I suppose this is what Raiders general manager Mike Mayock meant by being patient during free agency. Strange that it deals with a position in need of a giant upgrade.
Gus Bradley is the team’s new defensive coordinator. Over the past five seasons, his side blitzed the fewest number of times of any coordinator across the league. Right at 16 percent.
Of course, it helped that he had some of the NFL’s finest defensive talent.
He doesn’t any more.
What he needs with the Raiders is what they don’t have — an athletic free safety who can make all sorts of plays in a Cover 3 scheme. A guy who is everywhere. Mike Trout in shoulder pads.
“They have to get better at free safety to play the way Bradley wants and there are still guys out there in free agency better than what they have now,” said Austin Gayle of Pro Football Focus. “I don’t think you could ever go into a season with just Jeff Heath as your option.”
Best options gone
The Raiders won’t. At some point, be it next week or the one after or whenever, they will in all likelihood sign a free safety to a short-term deal and hope like crazy he helps solve what is a glaring weakness.
The best free-agent options have gone elsewhere, so it’s not the worst thing to wait. Free safety isn’t as valued a position as others across the NFL market. Malik Hooker is still out there. He has struggled staying healthy. Tre Boston is out there. Several others are out there. You also never know what deals might be made come draft time.
But it’s interesting. The Raiders gutted their offensive line and cleared millions of dollars in cap space and have yet to sign any free agent defensive backs. They retained cornerback Nevin Lawson and safety Dallin Leavitt. So, yes, things need to improve.
There’s no way the Raiders would (or should) use the No. 17 draft pick on a safety later this month. Trevon Moehrig of Texas Christian is the best prospect but played mostly Cover 2 in college. A rookie in such an important role isn’t the immediate answer. But it’s Mayock and head coach Jon Gruden drafting, so all bets are off.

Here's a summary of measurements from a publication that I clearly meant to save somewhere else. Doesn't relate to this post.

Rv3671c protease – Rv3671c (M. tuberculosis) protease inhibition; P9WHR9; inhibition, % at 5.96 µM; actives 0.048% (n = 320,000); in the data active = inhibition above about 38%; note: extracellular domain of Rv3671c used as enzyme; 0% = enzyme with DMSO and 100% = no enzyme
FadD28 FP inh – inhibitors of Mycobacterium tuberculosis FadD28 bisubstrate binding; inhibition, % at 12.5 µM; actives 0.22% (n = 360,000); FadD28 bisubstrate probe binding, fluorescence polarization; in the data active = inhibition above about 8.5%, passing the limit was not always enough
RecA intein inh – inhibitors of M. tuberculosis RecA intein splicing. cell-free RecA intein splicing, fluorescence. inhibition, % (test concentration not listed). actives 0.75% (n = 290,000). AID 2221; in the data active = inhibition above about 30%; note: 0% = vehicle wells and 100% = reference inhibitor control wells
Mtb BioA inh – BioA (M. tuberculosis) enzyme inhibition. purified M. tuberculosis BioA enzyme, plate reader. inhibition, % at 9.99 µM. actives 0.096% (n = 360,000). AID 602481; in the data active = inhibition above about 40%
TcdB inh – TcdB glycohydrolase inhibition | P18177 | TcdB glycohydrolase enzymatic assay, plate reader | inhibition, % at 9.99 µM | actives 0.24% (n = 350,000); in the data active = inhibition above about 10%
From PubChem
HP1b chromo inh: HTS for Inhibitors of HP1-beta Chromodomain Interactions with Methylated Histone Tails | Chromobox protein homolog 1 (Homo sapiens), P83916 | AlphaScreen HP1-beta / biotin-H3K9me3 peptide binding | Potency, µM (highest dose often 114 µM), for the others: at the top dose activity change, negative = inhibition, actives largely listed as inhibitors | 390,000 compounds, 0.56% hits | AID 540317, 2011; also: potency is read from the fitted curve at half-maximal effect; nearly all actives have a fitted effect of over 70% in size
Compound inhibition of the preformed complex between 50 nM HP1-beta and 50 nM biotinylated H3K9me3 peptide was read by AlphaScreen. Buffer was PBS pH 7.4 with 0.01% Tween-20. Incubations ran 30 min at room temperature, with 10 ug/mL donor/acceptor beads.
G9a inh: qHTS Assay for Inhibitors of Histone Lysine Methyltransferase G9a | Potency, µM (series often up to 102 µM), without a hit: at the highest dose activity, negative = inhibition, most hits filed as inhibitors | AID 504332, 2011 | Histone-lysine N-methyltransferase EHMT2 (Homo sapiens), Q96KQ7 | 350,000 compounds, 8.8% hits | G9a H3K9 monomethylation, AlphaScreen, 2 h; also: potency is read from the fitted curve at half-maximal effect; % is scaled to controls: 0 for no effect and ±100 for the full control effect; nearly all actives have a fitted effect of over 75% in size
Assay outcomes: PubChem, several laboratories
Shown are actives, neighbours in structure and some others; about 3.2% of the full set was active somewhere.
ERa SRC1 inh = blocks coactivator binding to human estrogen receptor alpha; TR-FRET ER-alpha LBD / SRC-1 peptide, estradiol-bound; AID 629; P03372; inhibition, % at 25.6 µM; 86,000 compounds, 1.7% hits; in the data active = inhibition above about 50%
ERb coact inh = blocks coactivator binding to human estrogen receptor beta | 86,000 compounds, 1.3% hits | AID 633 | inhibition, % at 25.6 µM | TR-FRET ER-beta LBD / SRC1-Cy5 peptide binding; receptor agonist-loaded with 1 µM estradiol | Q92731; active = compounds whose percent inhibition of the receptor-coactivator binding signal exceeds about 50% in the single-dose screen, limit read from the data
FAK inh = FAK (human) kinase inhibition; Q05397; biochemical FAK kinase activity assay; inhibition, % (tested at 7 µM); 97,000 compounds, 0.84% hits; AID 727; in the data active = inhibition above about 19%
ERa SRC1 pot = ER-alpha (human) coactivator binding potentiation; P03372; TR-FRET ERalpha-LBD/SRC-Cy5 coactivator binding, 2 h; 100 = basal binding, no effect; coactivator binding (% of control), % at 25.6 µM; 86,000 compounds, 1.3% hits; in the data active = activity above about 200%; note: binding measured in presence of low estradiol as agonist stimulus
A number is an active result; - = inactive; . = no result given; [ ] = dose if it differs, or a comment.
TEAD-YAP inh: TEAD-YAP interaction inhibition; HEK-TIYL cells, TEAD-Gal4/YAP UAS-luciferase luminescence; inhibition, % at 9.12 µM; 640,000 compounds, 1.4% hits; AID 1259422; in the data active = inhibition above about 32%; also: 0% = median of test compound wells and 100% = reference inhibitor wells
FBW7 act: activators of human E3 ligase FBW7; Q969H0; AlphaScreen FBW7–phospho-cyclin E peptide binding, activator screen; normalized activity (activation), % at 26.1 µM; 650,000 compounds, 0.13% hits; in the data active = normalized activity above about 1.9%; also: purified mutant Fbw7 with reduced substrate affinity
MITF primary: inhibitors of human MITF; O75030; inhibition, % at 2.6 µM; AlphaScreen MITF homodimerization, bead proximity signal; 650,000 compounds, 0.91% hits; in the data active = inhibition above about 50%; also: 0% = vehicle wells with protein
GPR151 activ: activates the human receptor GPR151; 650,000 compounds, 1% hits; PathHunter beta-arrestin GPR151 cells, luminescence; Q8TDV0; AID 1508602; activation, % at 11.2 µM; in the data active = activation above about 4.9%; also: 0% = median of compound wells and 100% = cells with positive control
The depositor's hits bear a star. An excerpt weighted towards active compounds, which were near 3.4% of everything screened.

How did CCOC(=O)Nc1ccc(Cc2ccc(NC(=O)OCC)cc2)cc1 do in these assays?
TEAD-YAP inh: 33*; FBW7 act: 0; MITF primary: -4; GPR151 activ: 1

The duo won’t win any gold stars for their offseason moves thus far, which makes you wonder if there is something bigger at work here. Is there some grand plan yet to be unearthed?
You have to believe Bradley emerged from watching hours of film concerned. He has coached some fantastic free safeties, but also edge rushers like Joey Bosa, Melvin Ingram, Michael Bennett and Cliff Avril. Players who could reach the quarterback without stunts or gimmicks or blitzes.
So until the team that ranked 29th in sacks last season proves a whole lot better up front (former Bradley pupil and free-agent signing Yannick Ngakoue should help), a secondary that has struggled mightily creating turnovers can’t expect to make significant strides.
And it must. The Chargers with Justin Herbert at quarterback are only going to become more explosive. Then there’s Patrick Mahomes and the Chiefs. Offenses in the AFC West are hardly waiting on the Raiders to address their biggest issues.
Help is coming
They seem content with Trayvon Mullen and Damon Arnette continuing to develop as starting cornerbacks, second- and first-round draft picks respectively. Johnathan Abram at strong safety might have the skill set to play some center field, but hasn’t shown the discipline. I’m also not sure how much you want him covering anyone back there.
What it all means: The Raiders will obviously still add secondary help via free agency and the draft. Maybe a lot of it.
But they’re not better right now on the back end than when Bradley first entered the lab. Not close.
“You can find good enough guys to play free safety,” Gayle said. “It’s not that hard.”
It better not be, for the Raiders’ sake.
Ed Graney is a Sigma Delta Chi Award winner for sports column writing and can be reached at firstname.lastname@example.org or 702-383-4618. He can be heard on “The Press Box,” ESPN Radio 100.9 FM and 1100 AM, from 7 a.m. to 10 a.m. Monday through Friday. Follow @edgraney on Twitter.